Minimizing Stress in Times of Change

Transitions, even good ones, can be very stressful.  While I am very happy about moving into my independent medical practice , Deborah Ann Ballard, MD, Integrative Medicine, PLLC, and launching my wellness center, Holiwell Health, LLC, I also acknowledge the challenges this change presents for me, my patients, and other physicians.

How can we all minimize stress during this transition?  Here are 3 steps we can take to stay well and avoid unnecessary stress and suffering:

  1.  Plan ahead.  Plan for your health care needs over the next 3-4 months and take steps now to seamlessly continue your medical care.   Check your prescriptions.  If you need to renew your medications during this time, please make an appointment with another physician now.  If you wait until your prescriptions are about to expire,  or a critical follow up test is due, you may find that there is a wait time to see another physician.  Please understand, that although I was employed with a large health care system with many other primary care providers, the other physicians at KentuckyOne Health have busy schedules too.  You can avoid stress by proactively making an appointment with one of my colleagues before your prescriptions expire or your laboratory tests are due.  My colleagues at KentuckyOne Health have access to your medical records through the electronic health record.  If you chose a physician outside KentuckyOne Health, you will need to take the additional step of transferring your medical records before your appointment.
  2. Prevent illness.  Pay attention to the basics of good health:  Eat well, be physically active, and get plenty of sleep.  Anyone who has chronic health problems knows that eating the wrong foods, neglecting exercise, and going without sleep can cause them to have a health crisis.  This is especially true for people with diabetes, heart failure, and autoimmune diseases.  Oh, and WASH YOUR HANDS!  Good hand washing practices and avoidance of obviously contagious people (coughing, sneezing, feverish) can effectively prevent you from contracting infections.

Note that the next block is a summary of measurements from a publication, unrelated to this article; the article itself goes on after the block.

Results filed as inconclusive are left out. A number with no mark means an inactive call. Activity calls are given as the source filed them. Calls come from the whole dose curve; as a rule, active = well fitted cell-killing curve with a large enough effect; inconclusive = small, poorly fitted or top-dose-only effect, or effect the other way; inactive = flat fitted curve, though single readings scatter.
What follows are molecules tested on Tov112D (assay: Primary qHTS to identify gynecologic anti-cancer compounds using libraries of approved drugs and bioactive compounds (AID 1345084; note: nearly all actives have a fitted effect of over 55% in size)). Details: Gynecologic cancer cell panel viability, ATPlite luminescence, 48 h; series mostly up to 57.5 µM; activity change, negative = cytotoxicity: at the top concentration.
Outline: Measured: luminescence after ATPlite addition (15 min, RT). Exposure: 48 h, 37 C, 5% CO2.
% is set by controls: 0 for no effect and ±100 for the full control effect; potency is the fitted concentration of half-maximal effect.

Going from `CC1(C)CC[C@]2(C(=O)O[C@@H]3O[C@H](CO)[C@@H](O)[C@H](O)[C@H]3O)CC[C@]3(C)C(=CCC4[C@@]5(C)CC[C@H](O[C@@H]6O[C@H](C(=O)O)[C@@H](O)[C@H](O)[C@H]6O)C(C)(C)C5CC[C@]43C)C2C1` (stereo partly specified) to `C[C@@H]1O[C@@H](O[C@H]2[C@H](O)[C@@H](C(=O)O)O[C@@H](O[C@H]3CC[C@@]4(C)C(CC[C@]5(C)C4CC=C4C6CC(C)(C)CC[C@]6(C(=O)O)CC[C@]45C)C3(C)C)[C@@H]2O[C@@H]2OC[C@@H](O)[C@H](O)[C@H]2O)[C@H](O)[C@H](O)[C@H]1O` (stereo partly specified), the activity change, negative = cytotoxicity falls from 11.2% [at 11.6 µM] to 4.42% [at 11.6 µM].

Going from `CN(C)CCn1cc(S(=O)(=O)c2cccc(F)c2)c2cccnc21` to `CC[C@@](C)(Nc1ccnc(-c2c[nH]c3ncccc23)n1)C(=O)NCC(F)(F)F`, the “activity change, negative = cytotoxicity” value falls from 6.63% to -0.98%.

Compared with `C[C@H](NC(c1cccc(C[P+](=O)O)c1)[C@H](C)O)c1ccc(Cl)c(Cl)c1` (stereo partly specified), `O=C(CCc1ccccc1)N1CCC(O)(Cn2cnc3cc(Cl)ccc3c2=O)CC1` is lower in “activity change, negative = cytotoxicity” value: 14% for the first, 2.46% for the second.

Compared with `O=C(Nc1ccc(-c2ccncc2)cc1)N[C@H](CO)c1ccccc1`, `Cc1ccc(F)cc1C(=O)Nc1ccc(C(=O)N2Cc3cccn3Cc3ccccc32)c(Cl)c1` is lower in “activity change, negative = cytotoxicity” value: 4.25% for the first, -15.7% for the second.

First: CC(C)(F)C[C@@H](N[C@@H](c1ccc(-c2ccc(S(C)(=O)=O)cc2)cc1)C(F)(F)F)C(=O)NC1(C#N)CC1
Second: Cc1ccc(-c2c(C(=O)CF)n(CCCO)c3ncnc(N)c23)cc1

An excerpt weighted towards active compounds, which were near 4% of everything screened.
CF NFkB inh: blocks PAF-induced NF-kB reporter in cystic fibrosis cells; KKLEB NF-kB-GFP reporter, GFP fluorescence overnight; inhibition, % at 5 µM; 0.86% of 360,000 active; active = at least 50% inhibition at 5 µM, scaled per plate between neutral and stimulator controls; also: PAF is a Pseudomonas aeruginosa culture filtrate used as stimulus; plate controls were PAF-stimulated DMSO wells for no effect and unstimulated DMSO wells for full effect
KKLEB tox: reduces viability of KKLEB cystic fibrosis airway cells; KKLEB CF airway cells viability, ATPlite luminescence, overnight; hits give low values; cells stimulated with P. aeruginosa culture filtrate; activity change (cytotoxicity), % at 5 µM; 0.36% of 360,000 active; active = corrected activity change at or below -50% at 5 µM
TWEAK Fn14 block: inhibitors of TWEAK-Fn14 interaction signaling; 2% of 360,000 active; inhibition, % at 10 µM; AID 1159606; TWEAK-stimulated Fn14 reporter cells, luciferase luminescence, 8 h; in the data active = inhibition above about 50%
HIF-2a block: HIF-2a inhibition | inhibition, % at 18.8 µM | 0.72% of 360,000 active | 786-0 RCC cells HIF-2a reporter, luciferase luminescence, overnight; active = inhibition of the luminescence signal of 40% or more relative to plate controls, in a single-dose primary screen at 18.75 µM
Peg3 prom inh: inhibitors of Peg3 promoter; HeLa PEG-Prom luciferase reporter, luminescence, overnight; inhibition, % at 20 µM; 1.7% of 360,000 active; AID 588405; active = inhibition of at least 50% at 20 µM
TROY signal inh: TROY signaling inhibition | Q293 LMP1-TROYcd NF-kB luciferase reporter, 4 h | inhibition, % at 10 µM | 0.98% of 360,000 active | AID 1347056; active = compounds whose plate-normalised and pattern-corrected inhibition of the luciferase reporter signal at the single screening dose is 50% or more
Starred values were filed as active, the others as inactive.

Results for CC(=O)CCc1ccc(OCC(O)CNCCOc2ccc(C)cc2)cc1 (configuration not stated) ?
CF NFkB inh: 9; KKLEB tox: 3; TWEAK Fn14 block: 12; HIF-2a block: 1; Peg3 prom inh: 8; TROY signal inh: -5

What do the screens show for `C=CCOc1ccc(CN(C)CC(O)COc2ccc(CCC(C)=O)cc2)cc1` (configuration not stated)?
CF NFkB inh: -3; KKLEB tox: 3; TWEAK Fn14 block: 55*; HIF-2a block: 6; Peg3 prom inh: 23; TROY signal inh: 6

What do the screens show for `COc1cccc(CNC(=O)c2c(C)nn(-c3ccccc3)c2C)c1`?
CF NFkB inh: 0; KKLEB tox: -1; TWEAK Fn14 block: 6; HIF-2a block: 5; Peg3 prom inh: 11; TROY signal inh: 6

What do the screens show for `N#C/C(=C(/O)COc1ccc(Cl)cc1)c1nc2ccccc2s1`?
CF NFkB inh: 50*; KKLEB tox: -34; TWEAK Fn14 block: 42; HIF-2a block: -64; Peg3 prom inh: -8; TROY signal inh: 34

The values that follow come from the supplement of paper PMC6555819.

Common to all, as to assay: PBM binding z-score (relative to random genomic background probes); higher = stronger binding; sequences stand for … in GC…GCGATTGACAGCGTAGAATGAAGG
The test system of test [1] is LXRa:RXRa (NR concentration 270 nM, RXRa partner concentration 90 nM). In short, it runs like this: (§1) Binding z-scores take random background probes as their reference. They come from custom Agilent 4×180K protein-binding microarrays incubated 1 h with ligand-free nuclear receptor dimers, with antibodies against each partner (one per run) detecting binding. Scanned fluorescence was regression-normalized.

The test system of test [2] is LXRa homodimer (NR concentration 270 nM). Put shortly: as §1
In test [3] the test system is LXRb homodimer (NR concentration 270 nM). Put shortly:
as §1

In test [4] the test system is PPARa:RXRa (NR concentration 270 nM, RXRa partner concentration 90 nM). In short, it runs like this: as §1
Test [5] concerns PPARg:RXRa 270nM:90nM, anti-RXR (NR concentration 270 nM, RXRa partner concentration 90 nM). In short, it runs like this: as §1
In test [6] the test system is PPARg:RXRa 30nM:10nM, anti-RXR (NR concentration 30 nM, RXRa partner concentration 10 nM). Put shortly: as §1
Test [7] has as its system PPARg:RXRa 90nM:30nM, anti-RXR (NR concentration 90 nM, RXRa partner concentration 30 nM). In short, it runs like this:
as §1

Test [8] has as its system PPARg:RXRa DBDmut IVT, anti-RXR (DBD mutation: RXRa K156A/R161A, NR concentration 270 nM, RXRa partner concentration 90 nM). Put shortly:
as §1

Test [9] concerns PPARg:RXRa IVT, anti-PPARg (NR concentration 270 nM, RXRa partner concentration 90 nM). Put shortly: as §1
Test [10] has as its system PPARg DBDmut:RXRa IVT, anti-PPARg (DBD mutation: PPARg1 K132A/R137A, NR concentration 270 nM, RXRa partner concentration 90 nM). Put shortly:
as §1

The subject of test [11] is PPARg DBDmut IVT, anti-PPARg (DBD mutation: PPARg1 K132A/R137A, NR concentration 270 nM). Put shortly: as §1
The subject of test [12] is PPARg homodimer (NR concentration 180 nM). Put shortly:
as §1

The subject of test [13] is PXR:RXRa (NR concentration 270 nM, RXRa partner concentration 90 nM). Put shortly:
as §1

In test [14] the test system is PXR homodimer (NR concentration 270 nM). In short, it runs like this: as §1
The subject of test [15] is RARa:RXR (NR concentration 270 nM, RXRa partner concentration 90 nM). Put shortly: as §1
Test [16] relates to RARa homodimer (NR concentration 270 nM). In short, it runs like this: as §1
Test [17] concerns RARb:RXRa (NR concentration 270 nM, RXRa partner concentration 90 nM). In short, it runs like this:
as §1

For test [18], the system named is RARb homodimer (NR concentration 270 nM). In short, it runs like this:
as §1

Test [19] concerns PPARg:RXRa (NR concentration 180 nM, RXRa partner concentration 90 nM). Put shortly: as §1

3. Be compassionate.  Understand that transitions are more difficult for some people than others.  Know that most people are good and want to be helpful, but in times of increased stress, some may seem rude and uncaring because they are having trouble adapting.  Being kind and patient with yourself and others can lessen the suffering of everyone going through the change with you.

Planning ahead, preventing illness, and being compassionate can help you avoid unnecessary stress and suffering, not only in this transition, but throughout your entire life.

I deeply appreciate your kindness and support  during this exciting but demanding time.  As soon as I can, I will update my contact information for my new practice.  My contractor is going to start work next week, and I know the next couple of months will fly by.   Until I see you again, dear friends, take good care.

The Art of Happiness-A Handbook for Living. 10th Anniversary Edition. His Holiness The Dalia Lama and Howard C. Cutler, MD. Riverhead Books. New York 2009.

Tao Te Ching. Lao Tsu. Translated by Gia-Fu Feng and Jane English with Toinette Lippe. Vintage Books, a division of Random House, Inc. New York. January 2012.

The Joy in Loving. Mother Teresa. Compiled by Jaya Chalika and Edward Le Joly. Penguin Group. New York. 1996.

The Seven Spiritual Laws of Success-A Practical Guide to the Fulfillment of Your Dreams. Deepak Chopra. Amber-Allen Publishing and New World Library. San Rafael, California. 1994.

Anam Cara: Spiritual Wisdom from the Celtic World. John O’Donohue. Bantam Press. Great Britain. 1997.

Did Ye Get Healed?  Song by Van Morrison. Click here to listen